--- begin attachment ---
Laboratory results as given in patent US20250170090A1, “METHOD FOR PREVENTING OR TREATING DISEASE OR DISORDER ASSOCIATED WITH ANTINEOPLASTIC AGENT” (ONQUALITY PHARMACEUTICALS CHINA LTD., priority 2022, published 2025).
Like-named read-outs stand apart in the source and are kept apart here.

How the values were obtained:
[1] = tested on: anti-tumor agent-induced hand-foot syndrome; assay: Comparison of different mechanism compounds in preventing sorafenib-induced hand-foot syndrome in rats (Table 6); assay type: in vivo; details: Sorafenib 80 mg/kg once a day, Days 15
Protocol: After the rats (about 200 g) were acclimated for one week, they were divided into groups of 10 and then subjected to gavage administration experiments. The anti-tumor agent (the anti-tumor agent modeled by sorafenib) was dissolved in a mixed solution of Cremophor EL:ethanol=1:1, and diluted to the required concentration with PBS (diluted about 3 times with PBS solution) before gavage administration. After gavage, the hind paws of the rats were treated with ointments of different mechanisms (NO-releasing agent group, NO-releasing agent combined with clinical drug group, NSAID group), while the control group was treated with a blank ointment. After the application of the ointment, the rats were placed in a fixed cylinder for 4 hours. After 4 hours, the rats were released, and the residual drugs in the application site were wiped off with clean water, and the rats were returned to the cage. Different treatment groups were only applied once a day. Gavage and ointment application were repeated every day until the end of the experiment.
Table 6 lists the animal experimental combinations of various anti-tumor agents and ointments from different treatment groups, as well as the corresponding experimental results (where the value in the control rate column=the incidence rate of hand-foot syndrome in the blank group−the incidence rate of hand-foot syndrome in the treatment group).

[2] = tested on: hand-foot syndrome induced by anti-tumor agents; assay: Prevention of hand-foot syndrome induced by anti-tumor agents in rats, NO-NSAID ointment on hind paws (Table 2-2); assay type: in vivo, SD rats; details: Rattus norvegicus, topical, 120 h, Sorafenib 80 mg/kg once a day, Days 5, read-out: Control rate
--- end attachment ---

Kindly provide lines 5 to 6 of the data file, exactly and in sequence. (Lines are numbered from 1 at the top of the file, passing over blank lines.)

Protocol: After the rats (about 200 g) were acclimated for one week, they were divided into groups of 10 and then subjected to gavage administration experiments. The anti-tumor agent (the anti-tumor agent modeled by sorafenib) was dissolved in a mixed solution of Cremophor EL:ethanol=1:1, and diluted to the required concentration with PBS (diluted about 3 times with PBS solution) before gavage administration. After gavage, the hind paws of the rats were treated with ointments of different mechanisms (NO-releasing agent group, NO-releasing agent combined with clinical drug group, NSAID group), while the control group was treated with a blank ointment. After the application of the ointment, the rats were placed in a fixed cylinder for 4 hours. After 4 hours, the rats were released, and the residual drugs in the application site were wiped off with clean water, and the rats were returned to the cage. Different treatment groups were only applied once a day. Gavage and ointment application were repeated every day until the end of the experiment.
Table 6 lists the animal experimental combinations of various anti-tumor agents and ointments from different treatment groups, as well as the corresponding experimental results (where the value in the control rate column=the incidence rate of hand-foot syndrome in the blank group−the incidence rate of hand-foot syndrome in the treatment group).